You are perfectly right - and events in iPhoto are very servicable structuring elements for events.

     

    But projects in Aperture are not designed to be used this way. They are nothing more and nothing less than containers for a small subset of your images - more like a filmroll in the ancient times of photography. Projects should be small - don't make them larger than max 200 images; otherwise you risk to make Aperture slow. The name "project" is misleading. For a real life project (wedding, vacation) use a folder to organize the bits and pieces - the different shoots, books, lighttables, slideshows. A projects in Aperture is more like a video clips in a movie project - the basic items to build the products from.

     

    Good Luck!

  • léonie Level 8 Level 8 (46,510 points)

    Do you know why a 1000 image Project would slow Aperture? Smells like a bug ...

    No, it is not a bug - it is a question of computational complexity. And it is not a hard restriction. I occasionally have projects with a 1000 images, but I try to avoid that. It's a gradual decrease in performance if you make your projects very large - not a constant spinning of the beachball.

     

    Aperture loads and caches the images of the currently selected item for speedy browsing and searching. And the special views - Places, Faces act differently, are depending on the currently selected project or album.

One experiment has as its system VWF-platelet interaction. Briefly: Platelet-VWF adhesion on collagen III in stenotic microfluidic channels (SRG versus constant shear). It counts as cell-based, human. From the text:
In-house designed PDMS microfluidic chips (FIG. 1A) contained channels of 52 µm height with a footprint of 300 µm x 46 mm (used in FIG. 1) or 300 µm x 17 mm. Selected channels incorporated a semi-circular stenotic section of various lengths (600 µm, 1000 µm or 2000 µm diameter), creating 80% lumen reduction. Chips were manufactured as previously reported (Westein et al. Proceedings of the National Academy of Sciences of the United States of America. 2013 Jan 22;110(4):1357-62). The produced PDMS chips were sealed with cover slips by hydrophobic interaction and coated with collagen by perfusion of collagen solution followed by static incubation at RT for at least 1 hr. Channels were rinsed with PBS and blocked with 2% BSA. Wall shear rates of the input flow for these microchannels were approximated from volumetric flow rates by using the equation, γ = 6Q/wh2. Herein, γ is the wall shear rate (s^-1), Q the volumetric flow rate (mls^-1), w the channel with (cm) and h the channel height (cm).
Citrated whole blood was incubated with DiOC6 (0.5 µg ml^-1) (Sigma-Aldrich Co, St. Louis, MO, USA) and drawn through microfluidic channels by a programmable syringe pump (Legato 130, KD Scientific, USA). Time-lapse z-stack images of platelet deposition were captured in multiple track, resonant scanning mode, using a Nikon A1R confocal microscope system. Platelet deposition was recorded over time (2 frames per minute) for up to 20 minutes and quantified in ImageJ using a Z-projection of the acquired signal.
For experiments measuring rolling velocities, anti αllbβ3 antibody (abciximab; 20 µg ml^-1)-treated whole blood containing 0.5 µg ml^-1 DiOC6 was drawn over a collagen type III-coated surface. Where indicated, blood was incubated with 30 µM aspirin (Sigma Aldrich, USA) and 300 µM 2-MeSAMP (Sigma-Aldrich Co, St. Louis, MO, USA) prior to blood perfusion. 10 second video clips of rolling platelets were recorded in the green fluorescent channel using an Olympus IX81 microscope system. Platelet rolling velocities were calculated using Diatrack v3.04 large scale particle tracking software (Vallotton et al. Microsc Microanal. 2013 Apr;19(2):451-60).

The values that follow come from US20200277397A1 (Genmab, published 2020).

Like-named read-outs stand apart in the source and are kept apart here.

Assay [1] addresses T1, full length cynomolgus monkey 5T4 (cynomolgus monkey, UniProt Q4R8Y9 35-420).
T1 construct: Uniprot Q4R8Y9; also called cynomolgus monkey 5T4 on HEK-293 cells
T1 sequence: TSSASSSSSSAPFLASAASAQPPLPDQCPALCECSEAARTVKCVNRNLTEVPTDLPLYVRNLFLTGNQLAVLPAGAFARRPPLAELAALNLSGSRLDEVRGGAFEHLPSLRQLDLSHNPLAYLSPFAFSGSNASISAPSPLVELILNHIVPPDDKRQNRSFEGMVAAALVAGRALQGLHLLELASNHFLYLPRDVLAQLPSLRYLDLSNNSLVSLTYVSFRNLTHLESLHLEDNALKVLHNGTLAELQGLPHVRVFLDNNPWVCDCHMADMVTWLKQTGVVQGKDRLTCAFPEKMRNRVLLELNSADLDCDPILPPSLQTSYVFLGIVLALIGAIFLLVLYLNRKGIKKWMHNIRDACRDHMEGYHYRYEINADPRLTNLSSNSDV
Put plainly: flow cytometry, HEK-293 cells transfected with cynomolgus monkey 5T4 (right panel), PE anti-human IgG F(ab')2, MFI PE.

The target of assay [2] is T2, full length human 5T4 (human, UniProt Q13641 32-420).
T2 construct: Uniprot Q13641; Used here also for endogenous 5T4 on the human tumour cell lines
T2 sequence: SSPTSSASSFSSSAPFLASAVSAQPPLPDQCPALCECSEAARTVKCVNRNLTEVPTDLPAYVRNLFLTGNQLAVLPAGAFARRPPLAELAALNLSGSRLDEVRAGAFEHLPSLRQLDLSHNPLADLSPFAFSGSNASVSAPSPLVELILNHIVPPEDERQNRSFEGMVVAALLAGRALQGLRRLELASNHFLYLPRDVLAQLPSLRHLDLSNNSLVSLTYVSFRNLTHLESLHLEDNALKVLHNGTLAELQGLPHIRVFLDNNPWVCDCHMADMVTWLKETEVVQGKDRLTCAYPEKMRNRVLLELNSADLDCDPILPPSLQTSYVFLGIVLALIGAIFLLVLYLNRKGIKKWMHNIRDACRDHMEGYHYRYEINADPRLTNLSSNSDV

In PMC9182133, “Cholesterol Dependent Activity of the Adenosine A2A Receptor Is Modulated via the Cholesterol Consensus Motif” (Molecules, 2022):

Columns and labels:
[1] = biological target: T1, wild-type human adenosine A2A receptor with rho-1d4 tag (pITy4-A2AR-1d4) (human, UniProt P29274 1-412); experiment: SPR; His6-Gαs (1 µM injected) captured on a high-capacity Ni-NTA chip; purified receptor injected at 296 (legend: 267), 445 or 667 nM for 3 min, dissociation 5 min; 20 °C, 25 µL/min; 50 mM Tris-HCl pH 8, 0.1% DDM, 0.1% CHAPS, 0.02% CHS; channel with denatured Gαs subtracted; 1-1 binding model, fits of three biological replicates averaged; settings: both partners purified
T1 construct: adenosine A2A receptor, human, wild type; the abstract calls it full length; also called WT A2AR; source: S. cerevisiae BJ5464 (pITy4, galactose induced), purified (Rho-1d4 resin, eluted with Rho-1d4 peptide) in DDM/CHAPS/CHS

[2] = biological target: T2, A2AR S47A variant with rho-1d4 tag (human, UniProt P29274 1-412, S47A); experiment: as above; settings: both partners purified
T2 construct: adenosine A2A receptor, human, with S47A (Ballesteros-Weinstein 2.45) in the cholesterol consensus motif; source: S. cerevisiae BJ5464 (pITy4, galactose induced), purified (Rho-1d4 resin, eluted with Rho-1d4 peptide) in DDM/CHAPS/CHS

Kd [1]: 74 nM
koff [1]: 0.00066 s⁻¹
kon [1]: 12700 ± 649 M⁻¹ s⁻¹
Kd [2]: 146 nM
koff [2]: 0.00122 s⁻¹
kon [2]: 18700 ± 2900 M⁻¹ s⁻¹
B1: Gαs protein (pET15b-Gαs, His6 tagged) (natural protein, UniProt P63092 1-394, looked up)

It's simply the following: If you switch to "places" or "faces" view while browsing a project, Aperture has to scan all images in the project, and the fewer images a project has, the quicker will be the response. The same goes for smart albums defined relative to a project.

     

    Computationally expensive are smart albums defined relative to the whole library. It is perfectly o.k. to use them, but you should use them wisely and should be frugal with those.

     

    A huge library is no problem for Aperture - it is designed to hold many Terabytes of images in one library distributed about several volumes, but a badly designed library may make Aperture slower.

     

    Regards

    Léonie

  • SierraDragon Level 4 Level 4 (2,665 points)

    jfaughnan wrote:

     

    I've recently migrated from iPhoto to Aperture.

     

    In iPhoto Apple made it very convenient to create create and manage Events (Aperture Projects). I used to create a lot of Albums, but iPhoto Events were so well done I created fewer Albums.

     

    Now I'm working in Aperture. It's management of Projects/Events is nowhere near as sophisticated as iPhoto's features. I'm shifting back to working with Albums.